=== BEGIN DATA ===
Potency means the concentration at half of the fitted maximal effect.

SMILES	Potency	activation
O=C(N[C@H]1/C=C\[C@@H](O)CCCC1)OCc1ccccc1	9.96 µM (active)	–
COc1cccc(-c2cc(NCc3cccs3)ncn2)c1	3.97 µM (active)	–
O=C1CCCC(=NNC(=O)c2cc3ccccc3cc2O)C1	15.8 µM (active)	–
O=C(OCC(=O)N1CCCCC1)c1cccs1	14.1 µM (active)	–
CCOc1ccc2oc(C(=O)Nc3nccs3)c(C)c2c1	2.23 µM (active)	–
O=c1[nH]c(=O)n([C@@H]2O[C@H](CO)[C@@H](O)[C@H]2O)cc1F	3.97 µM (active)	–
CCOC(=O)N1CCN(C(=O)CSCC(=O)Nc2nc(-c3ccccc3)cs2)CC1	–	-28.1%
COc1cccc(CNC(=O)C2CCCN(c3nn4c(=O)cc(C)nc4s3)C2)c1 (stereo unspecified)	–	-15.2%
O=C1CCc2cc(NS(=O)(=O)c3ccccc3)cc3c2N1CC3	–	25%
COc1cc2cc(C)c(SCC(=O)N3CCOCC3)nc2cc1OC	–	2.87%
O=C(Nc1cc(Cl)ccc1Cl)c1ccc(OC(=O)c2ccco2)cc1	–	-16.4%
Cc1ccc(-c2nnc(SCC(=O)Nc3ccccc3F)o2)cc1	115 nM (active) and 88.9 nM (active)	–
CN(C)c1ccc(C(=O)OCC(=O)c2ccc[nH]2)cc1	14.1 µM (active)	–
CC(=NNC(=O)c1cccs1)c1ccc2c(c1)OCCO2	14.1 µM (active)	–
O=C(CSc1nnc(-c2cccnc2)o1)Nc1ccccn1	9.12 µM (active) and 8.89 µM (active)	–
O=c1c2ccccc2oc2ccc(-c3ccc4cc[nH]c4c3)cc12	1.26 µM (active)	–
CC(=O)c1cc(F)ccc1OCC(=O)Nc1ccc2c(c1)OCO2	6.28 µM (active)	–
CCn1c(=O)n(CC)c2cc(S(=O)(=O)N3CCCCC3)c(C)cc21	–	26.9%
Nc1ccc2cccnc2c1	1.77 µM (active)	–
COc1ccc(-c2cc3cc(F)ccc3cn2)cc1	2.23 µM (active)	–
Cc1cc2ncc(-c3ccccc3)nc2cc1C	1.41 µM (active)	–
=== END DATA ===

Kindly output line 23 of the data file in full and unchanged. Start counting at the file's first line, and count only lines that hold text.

Cc1cc2ncc(-c3ccccc3)nc2cc1C	1.41 µM (active)	–